Tuesday, June 07, 2011

The mystery of Boaz's... um... turnip

On BT Sanherdrin 19 we find a discussion of the virtues of Boaz, husband of Ruth, that gives Rav opportunity to retell a ribald pun.
Here is the passage, according to the Soncino Press translation:
R. Johanan said: Joseph's strong [temptation] was but a petty trial [compared] to Boaz; and that of Boaz was small in comparison with that of Palti son of Layish. 'Joseph's strong temptation was but a petty trial to Boaz,' as it is written, And it came to pass at midnight and the man was startled [Vayehi ba'Chatzi ha'Laylah, Vayecherad ha'Ish Vayilafes]. What is the meaning of Vayilafes?** — Rav said: His flesh became [as hard] as turnip heads [ie a "lefes".] 
This translation follows Rashi, who says "it got hard, and nonetheless he conquered his inclination." Boaz's trial, or test, is deemed more challenging then Joseph's test, as Ruth propositioned Boaz at midnight in an unlit barn that he owned, and also she was unmarried and, I'm guessing, hot whereas Joseph was invited to bed by an older woman who was not only married, but married to his master. The Talmud's point is that saying no to Ruth was harder then saying no to Potiphar's wife.

However some quick Googling suggests a problem. Rav's pun, and indeed the Talmud's discussion about Boaz's virtue relative to Yosef and Palti, appears based on the Targum on Ruth, which reads as follows:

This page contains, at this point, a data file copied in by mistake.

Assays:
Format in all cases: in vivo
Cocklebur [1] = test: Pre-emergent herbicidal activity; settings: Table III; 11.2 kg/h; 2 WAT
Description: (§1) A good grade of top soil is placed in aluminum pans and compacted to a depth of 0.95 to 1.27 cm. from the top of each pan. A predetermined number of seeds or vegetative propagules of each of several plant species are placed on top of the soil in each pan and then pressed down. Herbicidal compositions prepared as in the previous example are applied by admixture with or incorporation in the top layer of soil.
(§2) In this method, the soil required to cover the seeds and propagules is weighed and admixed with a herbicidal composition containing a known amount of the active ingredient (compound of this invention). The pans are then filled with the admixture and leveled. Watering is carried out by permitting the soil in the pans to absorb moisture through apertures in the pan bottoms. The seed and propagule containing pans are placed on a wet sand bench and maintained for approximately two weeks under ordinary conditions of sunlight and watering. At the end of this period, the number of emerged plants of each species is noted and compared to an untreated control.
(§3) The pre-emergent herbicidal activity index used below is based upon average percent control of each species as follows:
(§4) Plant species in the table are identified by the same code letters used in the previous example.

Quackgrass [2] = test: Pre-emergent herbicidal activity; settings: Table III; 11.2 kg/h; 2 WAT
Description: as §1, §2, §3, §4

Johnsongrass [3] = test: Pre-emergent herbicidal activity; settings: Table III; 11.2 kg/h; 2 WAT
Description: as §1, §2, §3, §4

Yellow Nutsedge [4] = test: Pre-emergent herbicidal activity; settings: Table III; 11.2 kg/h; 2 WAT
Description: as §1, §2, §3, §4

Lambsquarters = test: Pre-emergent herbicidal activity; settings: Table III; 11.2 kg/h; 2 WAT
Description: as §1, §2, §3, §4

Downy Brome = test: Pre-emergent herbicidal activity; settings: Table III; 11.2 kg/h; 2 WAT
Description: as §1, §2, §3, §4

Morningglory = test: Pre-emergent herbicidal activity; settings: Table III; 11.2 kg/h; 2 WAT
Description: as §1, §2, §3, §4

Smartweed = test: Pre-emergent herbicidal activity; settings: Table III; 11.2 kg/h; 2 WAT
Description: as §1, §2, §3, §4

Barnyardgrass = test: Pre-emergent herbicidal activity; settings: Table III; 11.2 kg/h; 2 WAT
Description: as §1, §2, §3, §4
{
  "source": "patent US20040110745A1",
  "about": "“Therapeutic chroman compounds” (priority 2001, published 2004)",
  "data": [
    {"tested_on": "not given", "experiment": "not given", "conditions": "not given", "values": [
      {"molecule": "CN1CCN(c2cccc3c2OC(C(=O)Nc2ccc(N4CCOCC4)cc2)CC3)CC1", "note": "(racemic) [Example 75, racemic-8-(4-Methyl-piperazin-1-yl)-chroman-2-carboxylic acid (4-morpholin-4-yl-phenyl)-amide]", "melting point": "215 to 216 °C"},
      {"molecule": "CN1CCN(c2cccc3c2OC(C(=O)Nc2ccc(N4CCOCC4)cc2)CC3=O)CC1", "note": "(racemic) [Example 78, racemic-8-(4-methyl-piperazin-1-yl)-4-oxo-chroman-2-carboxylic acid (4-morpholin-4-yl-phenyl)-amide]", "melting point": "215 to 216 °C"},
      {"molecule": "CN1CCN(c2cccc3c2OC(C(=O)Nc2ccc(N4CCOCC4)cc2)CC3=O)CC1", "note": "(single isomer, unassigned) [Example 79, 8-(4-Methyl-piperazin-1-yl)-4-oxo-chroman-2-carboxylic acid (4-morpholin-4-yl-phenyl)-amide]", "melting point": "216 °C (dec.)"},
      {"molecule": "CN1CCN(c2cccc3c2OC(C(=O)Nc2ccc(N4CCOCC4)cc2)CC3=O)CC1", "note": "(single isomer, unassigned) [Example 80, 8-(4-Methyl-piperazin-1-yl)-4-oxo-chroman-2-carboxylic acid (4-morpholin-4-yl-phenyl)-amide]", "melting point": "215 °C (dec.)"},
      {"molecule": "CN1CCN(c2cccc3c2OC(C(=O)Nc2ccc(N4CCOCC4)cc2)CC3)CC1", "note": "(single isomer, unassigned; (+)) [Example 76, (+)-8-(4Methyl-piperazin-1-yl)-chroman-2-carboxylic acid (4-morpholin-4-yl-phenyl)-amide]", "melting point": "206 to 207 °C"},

And it happened at midnight that the man shuddered and trembled, and, as a result, his flesh became as soft as a [boiled] turnip. Though he perceived a woman sleeping at his feet, he subdued his evil inclination and did not draw nigh unto her, just like the righteous Joseph, who refused to draw nigh unto the Egyptian woman, the wife of his master; and just like the pious Paltiel, the son of Laish, who placed a sword between himself and Michal, the daughter of Saul and wife of David, refusing to approach her. [Samuel H. Levy translation]
So, was the um... turnip... soft or hard?

Its impossible for me to guess what happened here. Rav may have intended what the Targum intended only Rashi misunderstood him. (At times Rashi rewrites the Targum and at times appears ignorant of it or in possession of a different text.) [And see this other example of Rashi appearing unaware of something Ruth-related]

Alternatively, the problem may have begun with Rav. Perhaps he had a different text himself, or perhaps he rewrote it himself because, let's face it, the comparison to Palti and Michal makes more sense if Boaz was aroused, and not much sense at all if he was terrified.

True believers, what do you think?

It actually makes MORE sense if Boaz was terrified. Follow my reasoning. Joseph was terrified of his master and in an open house during daylights hours, so his refusal to sin isn't so impressive. Boaz, however, was in an unlit barn he owned but was also terrified and also refused to sin. Finally, Palti was in his own bed, in his own house, for several years yet refused to sin, and because the woman in his bed was the King's wife, he also was terrified.  If we say Boaz was aroused, rather than terrified, this extra variable destroys what is otherwise some neat midrashic parallelism.

**That verb Vayilafes is a real problem. On the spot, Ibn Ezra references Job 6:18 [wind, or turn aside]; Rashi points to Judges 16:29 [grasp]. 

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